'Course, we, in the State Democratic Convention in November of 1946, changed the rules so that the blacks could be members of the Democratic Party. You know, the Democratic Party was an all white party, see, and that was tantamount to disenfranchising black people. Because at that time you had no Republican Party, no viable Republican Party, and a Democratic nomination was tantamount to election.
World War II brought the race issue to the foreground for the armed services in addition to their civilian supporters. Segregated since the Civil War, the Army and Navy were reluctant to integrate. Despite efforts by the FEPC, the armed services remained segregated long after other governmental departments had been forced to integrate. In September 1942, a delegation of African American leaders met with President Roosevelt to demand full desegregation of the Army, Navy, and Air Force. Consequently, in May 1943, President Roosevelt signed an executive order greatly strengthening the FEPC. However, the implementation of this order and the eventual 1948 integration of the armed services were left to his successor, Harry S. Truman. Where Roosevelt had compromised with white southern Democrats in order to maintain their support for his New Deal programs, Truman would “give ‘em Hell.”
On April 12, 1945, Vice President Truman assumed the presidency following Roosevelt’s sudden death just weeks into his fourth term. Truman took on the role of Commander-in-Chief at a crucial point in international history. The end of World War II was drawing near. However, as president, Truman faced several key decisions before its ultimate conclusion on September 2, 1945. In the first five months of his presidency, Truman played a lead role in Germany’s surrender, the Potsdam Conference, the decision to drop atomic bombs on Hiroshima and Nagasaki, Japan’s subsequent surrender, and the end of the war. Following the World War II victory, President Truman was faced with a second conflict: the Cold War between the United States and the Soviet Union.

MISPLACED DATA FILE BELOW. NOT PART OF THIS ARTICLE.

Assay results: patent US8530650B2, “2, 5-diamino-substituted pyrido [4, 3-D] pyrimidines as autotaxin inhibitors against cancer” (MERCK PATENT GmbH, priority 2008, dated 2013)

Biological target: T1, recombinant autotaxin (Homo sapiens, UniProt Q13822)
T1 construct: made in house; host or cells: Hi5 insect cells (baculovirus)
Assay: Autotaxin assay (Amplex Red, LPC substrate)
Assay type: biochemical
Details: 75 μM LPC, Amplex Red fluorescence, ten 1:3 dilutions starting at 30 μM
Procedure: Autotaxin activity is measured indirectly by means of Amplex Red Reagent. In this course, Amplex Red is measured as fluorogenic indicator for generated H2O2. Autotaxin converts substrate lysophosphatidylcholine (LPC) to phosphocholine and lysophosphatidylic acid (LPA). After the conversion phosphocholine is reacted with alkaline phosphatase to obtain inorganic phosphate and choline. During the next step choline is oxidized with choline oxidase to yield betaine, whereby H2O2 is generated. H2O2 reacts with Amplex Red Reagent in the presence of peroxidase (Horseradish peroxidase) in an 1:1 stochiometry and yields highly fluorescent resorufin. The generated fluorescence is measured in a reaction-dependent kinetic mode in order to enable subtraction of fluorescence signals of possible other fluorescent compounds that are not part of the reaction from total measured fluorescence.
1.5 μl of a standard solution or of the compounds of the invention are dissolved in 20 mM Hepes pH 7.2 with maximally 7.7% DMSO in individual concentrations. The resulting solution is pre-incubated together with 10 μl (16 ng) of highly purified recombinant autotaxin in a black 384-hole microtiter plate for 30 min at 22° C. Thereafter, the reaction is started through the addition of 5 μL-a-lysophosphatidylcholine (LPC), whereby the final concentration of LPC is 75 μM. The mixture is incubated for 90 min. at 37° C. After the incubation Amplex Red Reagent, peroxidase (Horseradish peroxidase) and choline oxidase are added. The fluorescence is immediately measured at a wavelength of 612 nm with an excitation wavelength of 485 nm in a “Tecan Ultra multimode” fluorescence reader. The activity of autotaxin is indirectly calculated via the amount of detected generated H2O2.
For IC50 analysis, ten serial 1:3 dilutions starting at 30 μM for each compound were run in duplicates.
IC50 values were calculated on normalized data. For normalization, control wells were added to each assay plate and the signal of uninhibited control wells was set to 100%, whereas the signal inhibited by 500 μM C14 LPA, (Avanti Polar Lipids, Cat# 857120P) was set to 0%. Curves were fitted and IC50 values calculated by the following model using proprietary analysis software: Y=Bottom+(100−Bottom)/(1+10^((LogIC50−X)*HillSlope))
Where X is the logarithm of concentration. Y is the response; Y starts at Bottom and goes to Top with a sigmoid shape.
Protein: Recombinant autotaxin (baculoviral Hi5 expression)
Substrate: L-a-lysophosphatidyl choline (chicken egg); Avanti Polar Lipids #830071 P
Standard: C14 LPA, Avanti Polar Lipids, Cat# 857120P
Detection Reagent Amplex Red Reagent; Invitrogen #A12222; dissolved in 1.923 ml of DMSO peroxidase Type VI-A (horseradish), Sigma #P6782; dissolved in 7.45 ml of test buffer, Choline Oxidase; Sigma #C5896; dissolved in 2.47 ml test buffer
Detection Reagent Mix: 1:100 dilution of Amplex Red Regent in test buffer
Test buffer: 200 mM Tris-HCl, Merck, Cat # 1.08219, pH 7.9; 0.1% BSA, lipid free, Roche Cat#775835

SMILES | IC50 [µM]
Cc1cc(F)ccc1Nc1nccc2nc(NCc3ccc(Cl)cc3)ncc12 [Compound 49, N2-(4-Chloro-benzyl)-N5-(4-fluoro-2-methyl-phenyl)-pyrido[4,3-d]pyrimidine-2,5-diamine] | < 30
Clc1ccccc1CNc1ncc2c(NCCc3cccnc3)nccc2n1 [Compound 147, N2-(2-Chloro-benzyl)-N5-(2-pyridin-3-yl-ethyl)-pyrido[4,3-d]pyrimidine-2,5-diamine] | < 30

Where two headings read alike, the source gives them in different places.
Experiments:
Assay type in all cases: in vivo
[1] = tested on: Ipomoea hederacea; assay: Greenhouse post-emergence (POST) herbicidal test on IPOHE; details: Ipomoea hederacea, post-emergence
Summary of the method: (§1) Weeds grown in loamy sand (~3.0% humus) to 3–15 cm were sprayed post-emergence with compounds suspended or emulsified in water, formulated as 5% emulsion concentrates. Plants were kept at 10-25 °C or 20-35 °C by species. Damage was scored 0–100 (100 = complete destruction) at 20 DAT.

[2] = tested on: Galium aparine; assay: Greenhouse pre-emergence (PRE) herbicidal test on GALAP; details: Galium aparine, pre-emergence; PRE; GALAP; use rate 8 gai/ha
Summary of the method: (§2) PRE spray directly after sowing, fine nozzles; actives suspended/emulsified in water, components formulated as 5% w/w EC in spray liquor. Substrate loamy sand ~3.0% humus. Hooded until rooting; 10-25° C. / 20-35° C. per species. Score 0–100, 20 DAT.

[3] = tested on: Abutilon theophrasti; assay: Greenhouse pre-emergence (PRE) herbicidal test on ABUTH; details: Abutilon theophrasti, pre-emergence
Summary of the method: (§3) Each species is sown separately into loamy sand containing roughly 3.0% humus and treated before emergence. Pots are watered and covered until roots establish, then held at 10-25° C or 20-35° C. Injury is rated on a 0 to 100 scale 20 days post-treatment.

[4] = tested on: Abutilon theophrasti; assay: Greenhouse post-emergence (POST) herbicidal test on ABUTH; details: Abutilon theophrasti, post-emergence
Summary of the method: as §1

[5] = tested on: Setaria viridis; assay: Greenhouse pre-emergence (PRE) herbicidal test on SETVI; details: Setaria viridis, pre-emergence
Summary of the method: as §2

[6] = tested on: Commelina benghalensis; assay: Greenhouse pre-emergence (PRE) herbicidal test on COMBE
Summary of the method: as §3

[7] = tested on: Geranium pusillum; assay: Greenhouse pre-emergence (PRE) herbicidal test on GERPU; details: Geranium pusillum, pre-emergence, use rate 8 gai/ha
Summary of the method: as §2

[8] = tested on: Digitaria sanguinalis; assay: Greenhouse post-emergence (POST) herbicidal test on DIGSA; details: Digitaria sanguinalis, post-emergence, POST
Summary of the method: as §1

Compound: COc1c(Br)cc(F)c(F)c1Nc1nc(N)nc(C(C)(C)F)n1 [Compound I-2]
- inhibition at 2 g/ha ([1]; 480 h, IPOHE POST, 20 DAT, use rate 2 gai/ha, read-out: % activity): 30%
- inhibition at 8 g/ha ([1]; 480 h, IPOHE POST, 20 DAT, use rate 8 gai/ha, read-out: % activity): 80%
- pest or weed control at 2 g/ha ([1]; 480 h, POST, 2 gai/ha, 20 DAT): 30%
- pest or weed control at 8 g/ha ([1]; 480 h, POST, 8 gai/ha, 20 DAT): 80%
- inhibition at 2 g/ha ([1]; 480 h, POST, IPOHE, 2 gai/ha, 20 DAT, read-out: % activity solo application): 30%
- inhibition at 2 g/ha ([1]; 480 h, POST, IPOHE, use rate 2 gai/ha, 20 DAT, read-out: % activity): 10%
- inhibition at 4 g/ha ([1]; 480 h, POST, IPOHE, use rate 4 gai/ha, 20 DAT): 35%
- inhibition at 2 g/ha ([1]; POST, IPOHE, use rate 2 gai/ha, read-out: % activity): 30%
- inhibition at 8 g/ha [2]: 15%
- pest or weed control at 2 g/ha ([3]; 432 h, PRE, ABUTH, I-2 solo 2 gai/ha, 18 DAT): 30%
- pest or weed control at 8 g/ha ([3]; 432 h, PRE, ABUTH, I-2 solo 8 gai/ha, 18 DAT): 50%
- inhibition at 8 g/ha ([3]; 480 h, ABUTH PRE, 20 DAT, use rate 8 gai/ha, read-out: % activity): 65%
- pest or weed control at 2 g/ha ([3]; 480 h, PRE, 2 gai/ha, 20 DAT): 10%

As Cold War tensions intensified, President Truman shocked the nation by taking a strong stance in support of civil rights. He argued that the Russians were using examples of racist American policies to win the support of other nations, while his opponents claimed that the civil rights movement was funded by Communists. In 1947, despite extreme opposition from white southern Democrats, Truman made civil rights a Congressional issue. He authorized a civil rights committee to recommend new anti-discrimination legislation. Following the committee’s advice and recognizing the importance of winning black votes in order to secure the electoral votes of populous states, Truman demanded Congressional action on racial issues affecting the South (Bass 6). These issues included several that his predecessor had shied away from, such as anti-lynching legislation and the abolishment of the poll tax.